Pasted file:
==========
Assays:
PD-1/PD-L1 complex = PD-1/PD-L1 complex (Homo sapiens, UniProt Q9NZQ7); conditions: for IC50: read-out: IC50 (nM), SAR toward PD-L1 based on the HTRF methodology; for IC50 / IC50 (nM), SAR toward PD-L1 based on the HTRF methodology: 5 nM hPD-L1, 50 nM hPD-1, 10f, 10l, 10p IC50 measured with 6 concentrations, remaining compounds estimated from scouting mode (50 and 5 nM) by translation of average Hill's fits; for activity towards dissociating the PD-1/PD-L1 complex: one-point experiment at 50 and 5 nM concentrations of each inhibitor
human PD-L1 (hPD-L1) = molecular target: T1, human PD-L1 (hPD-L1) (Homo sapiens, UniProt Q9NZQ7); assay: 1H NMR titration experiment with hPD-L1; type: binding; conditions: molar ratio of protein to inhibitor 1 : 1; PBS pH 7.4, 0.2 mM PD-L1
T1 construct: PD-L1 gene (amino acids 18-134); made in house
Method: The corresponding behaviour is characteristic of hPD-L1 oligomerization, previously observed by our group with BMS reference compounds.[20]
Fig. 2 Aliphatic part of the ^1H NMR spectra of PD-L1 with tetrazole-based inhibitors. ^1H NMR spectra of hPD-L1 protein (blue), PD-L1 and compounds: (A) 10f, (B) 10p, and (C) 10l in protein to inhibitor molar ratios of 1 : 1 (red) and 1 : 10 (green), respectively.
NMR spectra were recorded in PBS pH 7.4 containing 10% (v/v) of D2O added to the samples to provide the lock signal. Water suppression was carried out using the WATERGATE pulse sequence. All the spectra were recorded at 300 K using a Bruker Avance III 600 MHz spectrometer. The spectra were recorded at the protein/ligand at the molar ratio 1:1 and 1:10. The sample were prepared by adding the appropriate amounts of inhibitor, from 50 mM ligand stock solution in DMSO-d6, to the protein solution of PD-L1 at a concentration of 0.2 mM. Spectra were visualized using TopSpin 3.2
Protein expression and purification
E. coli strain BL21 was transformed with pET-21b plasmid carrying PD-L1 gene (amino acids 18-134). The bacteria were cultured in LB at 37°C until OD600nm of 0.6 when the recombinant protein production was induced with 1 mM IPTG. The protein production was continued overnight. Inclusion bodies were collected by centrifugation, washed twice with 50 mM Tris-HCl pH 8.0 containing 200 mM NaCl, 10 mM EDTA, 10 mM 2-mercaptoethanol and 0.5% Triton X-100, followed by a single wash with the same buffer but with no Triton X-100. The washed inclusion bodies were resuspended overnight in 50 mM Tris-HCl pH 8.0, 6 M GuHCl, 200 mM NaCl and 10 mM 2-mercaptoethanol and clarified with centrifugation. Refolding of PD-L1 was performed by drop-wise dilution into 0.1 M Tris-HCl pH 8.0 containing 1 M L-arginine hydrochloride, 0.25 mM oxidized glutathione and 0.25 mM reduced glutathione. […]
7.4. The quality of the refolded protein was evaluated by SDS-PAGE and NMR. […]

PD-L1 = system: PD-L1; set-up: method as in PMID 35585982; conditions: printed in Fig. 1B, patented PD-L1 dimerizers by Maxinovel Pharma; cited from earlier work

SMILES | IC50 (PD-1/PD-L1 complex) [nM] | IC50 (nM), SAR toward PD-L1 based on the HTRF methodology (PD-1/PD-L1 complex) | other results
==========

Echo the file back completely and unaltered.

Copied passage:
Assays:
PD-1/PD-L1 complex = PD-1/PD-L1 complex (Homo sapiens, UniProt Q9NZQ7); conditions: for IC50: read-out: IC50 (nM), SAR toward PD-L1 based on the HTRF methodology; for IC50 / IC50 (nM), SAR toward PD-L1 based on the HTRF methodology: 5 nM hPD-L1, 50 nM hPD-1, 10f, 10l, 10p IC50 measured with 6 concentrations, remaining compounds estimated from scouting mode (50 and 5 nM) by translation of average Hill's fits; for activity towards dissociating the PD-1/PD-L1 complex: one-point experiment at 50 and 5 nM concentrations of each inhibitor
human PD-L1 (hPD-L1) = molecular target: T1, human PD-L1 (hPD-L1) (Homo sapiens, UniProt Q9NZQ7); assay: 1H NMR titration experiment with hPD-L1; type: binding; conditions: molar ratio of protein to inhibitor 1 : 1; PBS pH 7.4, 0.2 mM PD-L1
T1 construct: PD-L1 gene (amino acids 18-134); made in house
Method: The corresponding behaviour is characteristic of hPD-L1 oligomerization, previously observed by our group with BMS reference compounds.[20]
Fig. 2 Aliphatic part of the ^1H NMR spectra of PD-L1 with tetrazole-based inhibitors. ^1H NMR spectra of hPD-L1 protein (blue), PD-L1 and compounds: (A) 10f, (B) 10p, and (C) 10l in protein to inhibitor molar ratios of 1 : 1 (red) and 1 : 10 (green), respectively.
NMR spectra were recorded in PBS pH 7.4 containing 10% (v/v) of D2O added to the samples to provide the lock signal. Water suppression was carried out using the WATERGATE pulse sequence. All the spectra were recorded at 300 K using a Bruker Avance III 600 MHz spectrometer. The spectra were recorded at the protein/ligand at the molar ratio 1:1 and 1:10. The sample were prepared by adding the appropriate amounts of inhibitor, from 50 mM ligand stock solution in DMSO-d6, to the protein solution of PD-L1 at a concentration of 0.2 mM. Spectra were visualized using TopSpin 3.2
Protein expression and purification
E. coli strain BL21 was transformed with pET-21b plasmid carrying PD-L1 gene (amino acids 18-134). The bacteria were cultured in LB at 37°C until OD600nm of 0.6 when the recombinant protein production was induced with 1 mM IPTG. The protein production was continued overnight. Inclusion bodies were collected by centrifugation, washed twice with 50 mM Tris-HCl pH 8.0 containing 200 mM NaCl, 10 mM EDTA, 10 mM 2-mercaptoethanol and 0.5% Triton X-100, followed by a single wash with the same buffer but with no Triton X-100. The washed inclusion bodies were resuspended overnight in 50 mM Tris-HCl pH 8.0, 6 M GuHCl, 200 mM NaCl and 10 mM 2-mercaptoethanol and clarified with centrifugation. Refolding of PD-L1 was performed by drop-wise dilution into 0.1 M Tris-HCl pH 8.0 containing 1 M L-arginine hydrochloride, 0.25 mM oxidized glutathione and 0.25 mM reduced glutathione. […]
7.4. The quality of the refolded protein was evaluated by SDS-PAGE and NMR. […]

PD-L1 = system: PD-L1; set-up: method as in PMID 35585982; conditions: printed in Fig. 1B, patented PD-L1 dimerizers by Maxinovel Pharma; cited from earlier work

SMILES | IC50 (PD-1/PD-L1 complex) [nM] | IC50 (nM), SAR toward PD-L1 based on the HTRF methodology (PD-1/PD-L1 complex) | other results